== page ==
Page 42 - Clive Doucet: Philibert Goes to Heaven
ISSUE : Issue 60
Published by Ronald Caplan on 1992/6/1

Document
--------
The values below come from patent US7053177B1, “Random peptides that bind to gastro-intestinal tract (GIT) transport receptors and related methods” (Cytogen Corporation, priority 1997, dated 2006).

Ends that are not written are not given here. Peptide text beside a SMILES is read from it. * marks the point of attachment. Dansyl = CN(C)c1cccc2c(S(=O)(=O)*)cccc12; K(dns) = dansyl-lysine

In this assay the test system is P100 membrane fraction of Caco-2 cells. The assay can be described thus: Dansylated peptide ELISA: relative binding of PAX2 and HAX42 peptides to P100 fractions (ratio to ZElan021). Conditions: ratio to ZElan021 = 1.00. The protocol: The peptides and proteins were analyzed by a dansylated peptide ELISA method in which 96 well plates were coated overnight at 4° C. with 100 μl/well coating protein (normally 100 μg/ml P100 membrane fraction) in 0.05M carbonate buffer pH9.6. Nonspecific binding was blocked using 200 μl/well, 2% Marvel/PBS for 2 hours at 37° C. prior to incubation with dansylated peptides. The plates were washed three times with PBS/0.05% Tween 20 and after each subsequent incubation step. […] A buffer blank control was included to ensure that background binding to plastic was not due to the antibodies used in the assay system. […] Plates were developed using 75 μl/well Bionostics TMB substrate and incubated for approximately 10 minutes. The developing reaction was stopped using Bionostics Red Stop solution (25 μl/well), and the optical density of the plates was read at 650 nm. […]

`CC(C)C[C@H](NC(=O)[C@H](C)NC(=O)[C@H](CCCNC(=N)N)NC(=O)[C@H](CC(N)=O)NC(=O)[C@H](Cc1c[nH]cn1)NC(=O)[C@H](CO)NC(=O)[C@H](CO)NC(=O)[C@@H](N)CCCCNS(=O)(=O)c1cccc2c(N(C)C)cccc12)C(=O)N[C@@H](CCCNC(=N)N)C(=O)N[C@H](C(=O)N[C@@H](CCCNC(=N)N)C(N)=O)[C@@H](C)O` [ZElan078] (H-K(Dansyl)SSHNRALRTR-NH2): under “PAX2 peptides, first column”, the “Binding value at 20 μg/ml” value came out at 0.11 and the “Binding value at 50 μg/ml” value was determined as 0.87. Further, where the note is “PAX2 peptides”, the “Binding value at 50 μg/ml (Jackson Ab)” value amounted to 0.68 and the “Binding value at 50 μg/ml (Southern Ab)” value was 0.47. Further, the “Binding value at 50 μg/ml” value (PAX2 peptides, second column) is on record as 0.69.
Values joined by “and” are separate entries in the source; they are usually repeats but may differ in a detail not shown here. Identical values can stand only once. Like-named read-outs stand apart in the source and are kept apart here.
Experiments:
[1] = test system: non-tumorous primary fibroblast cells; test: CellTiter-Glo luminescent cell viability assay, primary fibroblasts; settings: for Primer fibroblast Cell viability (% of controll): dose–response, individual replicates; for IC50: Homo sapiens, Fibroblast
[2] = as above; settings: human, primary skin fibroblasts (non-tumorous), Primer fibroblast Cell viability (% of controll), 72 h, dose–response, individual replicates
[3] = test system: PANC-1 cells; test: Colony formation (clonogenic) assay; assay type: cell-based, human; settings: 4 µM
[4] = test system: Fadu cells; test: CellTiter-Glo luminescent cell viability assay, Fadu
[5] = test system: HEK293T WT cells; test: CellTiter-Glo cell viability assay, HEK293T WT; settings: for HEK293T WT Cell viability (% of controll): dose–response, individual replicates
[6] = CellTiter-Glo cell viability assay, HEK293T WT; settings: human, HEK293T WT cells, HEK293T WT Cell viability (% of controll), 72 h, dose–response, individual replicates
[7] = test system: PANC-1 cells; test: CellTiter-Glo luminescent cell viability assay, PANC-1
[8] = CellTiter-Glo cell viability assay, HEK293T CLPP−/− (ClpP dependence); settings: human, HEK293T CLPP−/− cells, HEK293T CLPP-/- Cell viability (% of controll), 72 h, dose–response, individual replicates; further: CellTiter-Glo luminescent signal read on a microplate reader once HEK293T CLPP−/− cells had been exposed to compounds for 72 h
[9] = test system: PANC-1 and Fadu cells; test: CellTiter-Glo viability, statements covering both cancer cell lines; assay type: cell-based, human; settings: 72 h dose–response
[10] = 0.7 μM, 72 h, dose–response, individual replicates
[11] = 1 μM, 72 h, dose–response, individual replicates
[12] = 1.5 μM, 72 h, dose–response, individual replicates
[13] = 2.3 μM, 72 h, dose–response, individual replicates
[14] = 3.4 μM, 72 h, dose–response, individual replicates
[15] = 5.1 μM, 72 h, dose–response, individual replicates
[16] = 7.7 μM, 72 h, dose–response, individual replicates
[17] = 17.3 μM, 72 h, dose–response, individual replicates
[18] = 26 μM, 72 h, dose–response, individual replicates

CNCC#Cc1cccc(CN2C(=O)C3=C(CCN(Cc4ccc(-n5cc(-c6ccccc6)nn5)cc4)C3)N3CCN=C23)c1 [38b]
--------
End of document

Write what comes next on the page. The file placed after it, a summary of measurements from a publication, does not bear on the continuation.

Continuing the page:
Father Aucoin. Daniel was the only person I ever saw who could correct my cousin at the piano and live to tell the tale. Marcel blames himself He blames himself for the boy and he blames himself for his wife's death. Those are the two stones Marcel wears in his shoes and he's been so busy polishing them all these years, he's never had time to remarry. He'll never ad? mit this, but after Marie died, he decided if God wasn't going to put Marcel Boudreau into Purgatory right away, then he'd do the job for him. So there he was, a tall, strapping man with dark hair and a flashing smile, alone. He cooked his own meals. Went to church by himself I'd be a rich man today if I'd re? ceived a dollar for every time a woman said to me, "I'd like to meet Marcel Boudreau." Of course, it's natural to grieve. Who wouldn't? Marie was wise and beautiful. I loved her myself But people die before their time, it happens. If it didn't there would be no widows and who would need a matchmaker? I arranged three marriages for Peter Delaney before he was twenty-five. He was twenty when he married the first time. His first wife caught pneumonia and died six months after they were married. They barely had time to get acquainted. A year later, I fixed him up with a young woman from Chimney Cor? ners. A Scottish girl. Just as Gaelic as the day is long. Her fam- Cape Breton Auto Radiator co RADIATOR HOSES • REPAIRING • CLEANING • RECORING r'o'N ' COMPLETE CYLINDER HEAD SERVICE '' 518 Grand auto * truck • industrial Sydney Lake Road Complete Line of Gas Tanks 564-6362 . NOW DOING AUTOMOBILE AIR CONDITIONING • MacKenzie's Mirror Refinishing ily lived way up in the hills. She scarcely had a word of French or English. She had seen Peter when he was driving the taxi from Cheti? camp to Baddeck and taken a shine to him. I couldn't see how it was going to work out myself She spoke Gaelic and Peter spoke French, but it didn't seem to bother them at all. Peter liked her right off and they lived happily ever after. Except happily ever after turned out to be pretty short. She died with their first child. The baby died too. So there was Peter, all of twenty-three years, married twice and nothing to show for it. I lost track of him after that and I think for a time he lost track of himself Anyway, he surfaced a few years later and I fixed him up with Monique Poirier from Grand Etang. This time, it took. They had a dozen kids and Peter became what Father Au? coin used to call a pillar of the community. He worked so hard, I'm surprised he ever had time to make kids. But what do I remember? What does Philibert, the Matchmaker rememt)er? Not Monique Poirier and her twelve, happy chil? dren, no, not a bit of it. I remember the second wife. She had freckles and reddish hair. She was what the Scots call 'a bonnie girl.' She was waiting for me at her father's house. All she had was a sailor's canvas bag. She kissed her parents goodbye as if she were walking around the comer instead of down the moun? tainside to meet her new husband. When I walked down the mountain with her to meet Peter, she would not stop chattering. She was as full of life as one can be. I only understood half of what she said, but that didn't stop her. She was sure my few words of Gaelic were the equal of a whole dictionary. I often think of that Scottish girl. Sometimes, I dream about her. I can see her clear as clear. It's not sensible, I know, but I blame myself If I hadn't mentioned the Scottish girl to Peter Delaney, he would not have noticed her, and if he hadn't noticed her, they wouldn't have gotten married. You would think I would have learned, but I didn't. If the Pope could be infallible, so could Philibert the Matchmak? er. I'm sure I gave as much advice around the kitchen ta? ble as my cousin ever did in his confessional. The only difference was, instead of saying penance, you had to give me a few pennies; that was your penance; pennies for Philibert, Hail Marys for Father Aucoin. Bah! That was a long time ago. I don't give advice any longer. I've retired. If you want to collect stones in your shoes, then you can place them by yourself You don't need my help. I'm not like my cousin. May he rest in peace. I have no magic formula that's going to get anyone to heaven. Yes, a smart man, sure enough. There was no one who could play the organ like Father Aucoin, but I'm not sure he knew shit from shinola. Ah, don't get your knickers in a twist. He's my cousin and I'll say what I want about him. I did to his face so why shouldn't I now, now he's gone? CWOW VAIM f 00 Fully Licensed mirmmm Restaurant OPEN DAILY 11 A.M. to 1 A.M. FRI. and SAT. till 2 A.M. SUN. till MIDNIGHT Major Credit Cards Accepted Gift Certificates * Ample Parking A Warm Welcome Oriental and Canadian Cuisine in a relaxed and elegant dining atmosphere Daily Luncheon Specials Banquet Facilities Available Take Out Orders Delivered Excellent Service and Fine Food 460 Grand Lake Rd., Sydney 562-0088 or 539-2825
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